• Accordingly, there was a failure to comply with the Commercial Court Guide, and in light of the previous litigation, it must have been a "conscious decision" not to address the limitation position under English law, and the need for the LIA to rely on Section 32, and to draw such matters to the judge's attention. That was held to be a significant aggravating factor.
  • The court also found that whereas interim injunction applications are often made to tight timescales, this had not been the case in the present claim, which had been prepared over some months. This was a relevant factor to be considered in weighing up the adequacy of the full and frank disclosure given.

For the reasons summarised above, the court set aside service and found that the claims against Lands and Al-Giahmi stood no real prospect of success. Accordingly, the claims against them failed.


The case raises a number of issues for claimants. Applicants must give full and frank disclosure when applying for without notice relief to avoid the wasted costs of fully-contested proceedings after the event. Public policy dictates that defendants, and the courts, should not be burdened with weak cases wrongly brought into the jurisdiction.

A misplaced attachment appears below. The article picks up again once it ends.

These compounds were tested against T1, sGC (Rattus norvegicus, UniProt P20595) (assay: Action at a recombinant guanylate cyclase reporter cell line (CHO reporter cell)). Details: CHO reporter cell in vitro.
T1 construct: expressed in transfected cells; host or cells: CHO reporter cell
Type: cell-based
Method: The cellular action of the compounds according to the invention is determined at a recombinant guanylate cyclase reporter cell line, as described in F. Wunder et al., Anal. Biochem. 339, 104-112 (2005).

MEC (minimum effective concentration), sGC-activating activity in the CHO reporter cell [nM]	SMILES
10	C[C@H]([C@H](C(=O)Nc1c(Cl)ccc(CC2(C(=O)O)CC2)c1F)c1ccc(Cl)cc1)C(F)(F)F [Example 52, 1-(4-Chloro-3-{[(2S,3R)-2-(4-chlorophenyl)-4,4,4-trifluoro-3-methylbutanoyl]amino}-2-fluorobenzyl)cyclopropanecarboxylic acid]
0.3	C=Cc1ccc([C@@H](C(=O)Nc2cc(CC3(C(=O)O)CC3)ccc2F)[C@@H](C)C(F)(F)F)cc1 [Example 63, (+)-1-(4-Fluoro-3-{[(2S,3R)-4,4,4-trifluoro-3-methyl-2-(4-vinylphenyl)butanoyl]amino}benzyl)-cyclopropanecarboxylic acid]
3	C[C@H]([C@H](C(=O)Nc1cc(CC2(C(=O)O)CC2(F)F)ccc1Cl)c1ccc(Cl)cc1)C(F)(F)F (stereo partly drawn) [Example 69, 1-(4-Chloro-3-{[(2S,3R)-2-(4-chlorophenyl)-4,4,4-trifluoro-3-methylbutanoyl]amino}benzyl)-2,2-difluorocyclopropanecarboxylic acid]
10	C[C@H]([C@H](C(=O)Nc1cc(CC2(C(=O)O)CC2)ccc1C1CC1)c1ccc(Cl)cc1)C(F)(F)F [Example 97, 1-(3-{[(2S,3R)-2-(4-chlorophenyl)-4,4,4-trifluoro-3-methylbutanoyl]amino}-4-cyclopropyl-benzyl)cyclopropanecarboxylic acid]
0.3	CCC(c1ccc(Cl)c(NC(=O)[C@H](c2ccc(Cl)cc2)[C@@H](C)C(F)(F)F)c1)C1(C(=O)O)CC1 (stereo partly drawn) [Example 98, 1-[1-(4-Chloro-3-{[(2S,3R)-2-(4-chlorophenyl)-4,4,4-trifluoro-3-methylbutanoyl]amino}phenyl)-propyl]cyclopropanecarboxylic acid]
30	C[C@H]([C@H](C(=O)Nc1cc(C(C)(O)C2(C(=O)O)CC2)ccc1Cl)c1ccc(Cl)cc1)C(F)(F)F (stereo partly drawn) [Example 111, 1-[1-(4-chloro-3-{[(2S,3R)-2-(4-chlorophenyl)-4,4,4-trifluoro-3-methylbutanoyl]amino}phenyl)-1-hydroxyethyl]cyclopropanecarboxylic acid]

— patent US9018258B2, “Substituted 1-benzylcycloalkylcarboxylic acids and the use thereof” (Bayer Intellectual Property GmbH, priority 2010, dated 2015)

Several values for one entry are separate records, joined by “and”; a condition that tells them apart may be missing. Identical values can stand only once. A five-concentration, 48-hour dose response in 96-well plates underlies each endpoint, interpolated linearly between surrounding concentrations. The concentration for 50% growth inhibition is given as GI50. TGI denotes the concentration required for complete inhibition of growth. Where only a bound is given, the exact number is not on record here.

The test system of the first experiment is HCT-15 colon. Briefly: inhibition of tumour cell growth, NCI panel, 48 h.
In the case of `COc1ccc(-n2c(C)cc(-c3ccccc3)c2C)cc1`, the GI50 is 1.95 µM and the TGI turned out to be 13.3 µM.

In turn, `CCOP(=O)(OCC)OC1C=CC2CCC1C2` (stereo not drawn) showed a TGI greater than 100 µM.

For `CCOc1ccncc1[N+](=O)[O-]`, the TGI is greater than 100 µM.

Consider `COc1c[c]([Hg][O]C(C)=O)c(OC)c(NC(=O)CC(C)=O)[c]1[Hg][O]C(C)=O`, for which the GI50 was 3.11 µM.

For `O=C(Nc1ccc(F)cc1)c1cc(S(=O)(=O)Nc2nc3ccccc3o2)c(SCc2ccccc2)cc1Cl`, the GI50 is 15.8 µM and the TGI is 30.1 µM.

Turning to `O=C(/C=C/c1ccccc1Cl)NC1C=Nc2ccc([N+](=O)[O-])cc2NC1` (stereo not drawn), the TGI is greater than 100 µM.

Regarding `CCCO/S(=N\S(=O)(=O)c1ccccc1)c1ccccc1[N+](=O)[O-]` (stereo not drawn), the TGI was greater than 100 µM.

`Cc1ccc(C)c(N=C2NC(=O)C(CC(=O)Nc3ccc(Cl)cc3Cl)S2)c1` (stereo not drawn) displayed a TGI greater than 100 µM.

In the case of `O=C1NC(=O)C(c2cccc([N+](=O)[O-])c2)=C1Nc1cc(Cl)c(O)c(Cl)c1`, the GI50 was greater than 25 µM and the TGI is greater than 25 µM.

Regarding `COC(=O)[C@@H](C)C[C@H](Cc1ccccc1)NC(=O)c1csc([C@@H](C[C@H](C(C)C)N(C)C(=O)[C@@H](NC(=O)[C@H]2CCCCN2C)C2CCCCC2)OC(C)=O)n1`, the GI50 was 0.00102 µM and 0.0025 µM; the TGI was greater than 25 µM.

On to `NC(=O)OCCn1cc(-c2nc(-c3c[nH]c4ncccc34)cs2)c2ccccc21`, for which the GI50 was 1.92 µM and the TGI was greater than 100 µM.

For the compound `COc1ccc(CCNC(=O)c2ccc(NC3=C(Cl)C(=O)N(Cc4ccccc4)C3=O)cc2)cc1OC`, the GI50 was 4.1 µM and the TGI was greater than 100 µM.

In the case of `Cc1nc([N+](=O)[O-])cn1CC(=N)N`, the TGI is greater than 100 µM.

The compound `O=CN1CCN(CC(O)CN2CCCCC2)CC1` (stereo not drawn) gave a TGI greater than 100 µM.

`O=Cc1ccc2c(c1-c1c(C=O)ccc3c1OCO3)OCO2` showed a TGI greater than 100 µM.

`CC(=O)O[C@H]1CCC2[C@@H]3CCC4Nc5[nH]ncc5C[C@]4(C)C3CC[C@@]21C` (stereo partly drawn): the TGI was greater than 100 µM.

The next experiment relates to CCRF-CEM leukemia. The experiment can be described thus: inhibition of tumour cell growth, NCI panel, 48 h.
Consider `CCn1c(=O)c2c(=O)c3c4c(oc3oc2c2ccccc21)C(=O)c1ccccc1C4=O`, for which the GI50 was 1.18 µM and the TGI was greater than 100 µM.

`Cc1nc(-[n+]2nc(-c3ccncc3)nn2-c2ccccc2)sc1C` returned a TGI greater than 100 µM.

Applicants must not 'pick and choose' the issues to highlight to the court or rely on defendants to raise matters in their defence when such defences are obvious. This is particularly important in a situation that raises the possibility of a conflict of laws and alternative possible limitation defences. There was no suggestion in the present case that the applicant's legal representatives set out to or misled the court by failing to deal with matters of English law limitation (instead focusing on the Libyan position) but nevertheless the court set aside service.

For further information on this topic please contact Davina Given or James Taylor at RPC by telephone (+44 20 3060 6000) or email ([email protected] or [email protected]). The RPC website can be accessed at


(1) Libyan Investment Authority v JP Morgan Markets Ltd [2019] EWHC 1452 (Comm).

(2) Knauf UK GmbH v British Gypsum Ltd [2001] 1 WLR 1269.